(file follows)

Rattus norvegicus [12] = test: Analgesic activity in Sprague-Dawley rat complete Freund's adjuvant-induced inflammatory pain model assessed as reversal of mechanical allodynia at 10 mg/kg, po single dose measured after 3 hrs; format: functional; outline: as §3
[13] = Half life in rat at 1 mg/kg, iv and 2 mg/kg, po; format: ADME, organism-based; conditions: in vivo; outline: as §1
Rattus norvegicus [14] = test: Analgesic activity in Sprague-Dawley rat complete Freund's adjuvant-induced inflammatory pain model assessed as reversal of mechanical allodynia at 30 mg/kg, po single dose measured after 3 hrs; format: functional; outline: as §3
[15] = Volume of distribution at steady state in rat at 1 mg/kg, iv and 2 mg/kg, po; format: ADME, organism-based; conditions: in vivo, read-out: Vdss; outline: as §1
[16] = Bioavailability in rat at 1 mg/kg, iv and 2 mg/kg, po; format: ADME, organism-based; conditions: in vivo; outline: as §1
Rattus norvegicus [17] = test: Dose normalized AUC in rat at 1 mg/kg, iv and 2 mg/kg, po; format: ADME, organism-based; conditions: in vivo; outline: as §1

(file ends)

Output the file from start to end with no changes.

Rattus norvegicus [12] = test: Analgesic activity in Sprague-Dawley rat complete Freund's adjuvant-induced inflammatory pain model assessed as reversal of mechanical allodynia at 10 mg/kg, po single dose measured after 3 hrs; format: functional; outline: as §3
[13] = Half life in rat at 1 mg/kg, iv and 2 mg/kg, po; format: ADME, organism-based; conditions: in vivo; outline: as §1
Rattus norvegicus [14] = test: Analgesic activity in Sprague-Dawley rat complete Freund's adjuvant-induced inflammatory pain model assessed as reversal of mechanical allodynia at 30 mg/kg, po single dose measured after 3 hrs; format: functional; outline: as §3
[15] = Volume of distribution at steady state in rat at 1 mg/kg, iv and 2 mg/kg, po; format: ADME, organism-based; conditions: in vivo, read-out: Vdss; outline: as §1
[16] = Bioavailability in rat at 1 mg/kg, iv and 2 mg/kg, po; format: ADME, organism-based; conditions: in vivo; outline: as §1
Rattus norvegicus [17] = test: Dose normalized AUC in rat at 1 mg/kg, iv and 2 mg/kg, po; format: ADME, organism-based; conditions: in vivo; outline: as §1